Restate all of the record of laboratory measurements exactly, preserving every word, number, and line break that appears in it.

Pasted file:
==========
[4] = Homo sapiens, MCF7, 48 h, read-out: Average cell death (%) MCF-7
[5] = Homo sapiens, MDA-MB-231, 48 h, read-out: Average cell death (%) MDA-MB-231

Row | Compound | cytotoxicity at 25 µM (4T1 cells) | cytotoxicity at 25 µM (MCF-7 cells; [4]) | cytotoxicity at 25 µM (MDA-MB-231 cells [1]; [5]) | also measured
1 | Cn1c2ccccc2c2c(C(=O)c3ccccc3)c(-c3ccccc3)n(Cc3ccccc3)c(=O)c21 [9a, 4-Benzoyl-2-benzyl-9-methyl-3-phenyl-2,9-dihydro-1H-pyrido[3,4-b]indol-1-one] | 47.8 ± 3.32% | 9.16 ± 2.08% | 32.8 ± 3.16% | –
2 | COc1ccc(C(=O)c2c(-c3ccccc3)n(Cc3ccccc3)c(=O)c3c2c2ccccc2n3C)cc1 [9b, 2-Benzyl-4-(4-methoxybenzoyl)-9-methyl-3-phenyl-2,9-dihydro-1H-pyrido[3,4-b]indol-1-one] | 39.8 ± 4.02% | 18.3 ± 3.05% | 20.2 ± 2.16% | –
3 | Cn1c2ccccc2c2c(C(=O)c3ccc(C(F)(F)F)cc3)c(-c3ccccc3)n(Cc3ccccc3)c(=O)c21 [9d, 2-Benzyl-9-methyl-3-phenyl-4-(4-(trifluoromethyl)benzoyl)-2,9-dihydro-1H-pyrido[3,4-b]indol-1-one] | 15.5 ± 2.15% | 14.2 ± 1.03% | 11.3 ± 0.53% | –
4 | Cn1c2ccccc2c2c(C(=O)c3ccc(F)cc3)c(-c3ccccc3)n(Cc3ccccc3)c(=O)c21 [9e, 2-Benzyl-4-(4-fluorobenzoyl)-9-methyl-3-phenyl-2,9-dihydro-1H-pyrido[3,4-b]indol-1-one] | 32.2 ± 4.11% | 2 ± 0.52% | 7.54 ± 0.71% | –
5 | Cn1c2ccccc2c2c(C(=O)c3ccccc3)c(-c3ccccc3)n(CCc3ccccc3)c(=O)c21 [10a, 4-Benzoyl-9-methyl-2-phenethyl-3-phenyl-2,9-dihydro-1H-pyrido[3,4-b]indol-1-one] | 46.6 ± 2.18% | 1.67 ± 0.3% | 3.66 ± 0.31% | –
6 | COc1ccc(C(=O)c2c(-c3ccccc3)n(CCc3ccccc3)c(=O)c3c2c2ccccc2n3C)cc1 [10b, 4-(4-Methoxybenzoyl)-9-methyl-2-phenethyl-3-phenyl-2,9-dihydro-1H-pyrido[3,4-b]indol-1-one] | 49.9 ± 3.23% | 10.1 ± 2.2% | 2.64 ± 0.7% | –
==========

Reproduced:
[4] = Homo sapiens, MCF7, 48 h, read-out: Average cell death (%) MCF-7
[5] = Homo sapiens, MDA-MB-231, 48 h, read-out: Average cell death (%) MDA-MB-231

Row | Compound | cytotoxicity at 25 µM (4T1 cells) | cytotoxicity at 25 µM (MCF-7 cells; [4]) | cytotoxicity at 25 µM (MDA-MB-231 cells [1]; [5]) | also measured
1 | Cn1c2ccccc2c2c(C(=O)c3ccccc3)c(-c3ccccc3)n(Cc3ccccc3)c(=O)c21 [9a, 4-Benzoyl-2-benzyl-9-methyl-3-phenyl-2,9-dihydro-1H-pyrido[3,4-b]indol-1-one] | 47.8 ± 3.32% | 9.16 ± 2.08% | 32.8 ± 3.16% | –
2 | COc1ccc(C(=O)c2c(-c3ccccc3)n(Cc3ccccc3)c(=O)c3c2c2ccccc2n3C)cc1 [9b, 2-Benzyl-4-(4-methoxybenzoyl)-9-methyl-3-phenyl-2,9-dihydro-1H-pyrido[3,4-b]indol-1-one] | 39.8 ± 4.02% | 18.3 ± 3.05% | 20.2 ± 2.16% | –
3 | Cn1c2ccccc2c2c(C(=O)c3ccc(C(F)(F)F)cc3)c(-c3ccccc3)n(Cc3ccccc3)c(=O)c21 [9d, 2-Benzyl-9-methyl-3-phenyl-4-(4-(trifluoromethyl)benzoyl)-2,9-dihydro-1H-pyrido[3,4-b]indol-1-one] | 15.5 ± 2.15% | 14.2 ± 1.03% | 11.3 ± 0.53% | –
4 | Cn1c2ccccc2c2c(C(=O)c3ccc(F)cc3)c(-c3ccccc3)n(Cc3ccccc3)c(=O)c21 [9e, 2-Benzyl-4-(4-fluorobenzoyl)-9-methyl-3-phenyl-2,9-dihydro-1H-pyrido[3,4-b]indol-1-one] | 32.2 ± 4.11% | 2 ± 0.52% | 7.54 ± 0.71% | –
5 | Cn1c2ccccc2c2c(C(=O)c3ccccc3)c(-c3ccccc3)n(CCc3ccccc3)c(=O)c21 [10a, 4-Benzoyl-9-methyl-2-phenethyl-3-phenyl-2,9-dihydro-1H-pyrido[3,4-b]indol-1-one] | 46.6 ± 2.18% | 1.67 ± 0.3% | 3.66 ± 0.31% | –
6 | COc1ccc(C(=O)c2c(-c3ccccc3)n(CCc3ccccc3)c(=O)c3c2c2ccccc2n3C)cc1 [10b, 4-(4-Methoxybenzoyl)-9-methyl-2-phenethyl-3-phenyl-2,9-dihydro-1H-pyrido[3,4-b]indol-1-one] | 49.9 ± 3.23% | 10.1 ± 2.2% | 2.64 ± 0.7% | –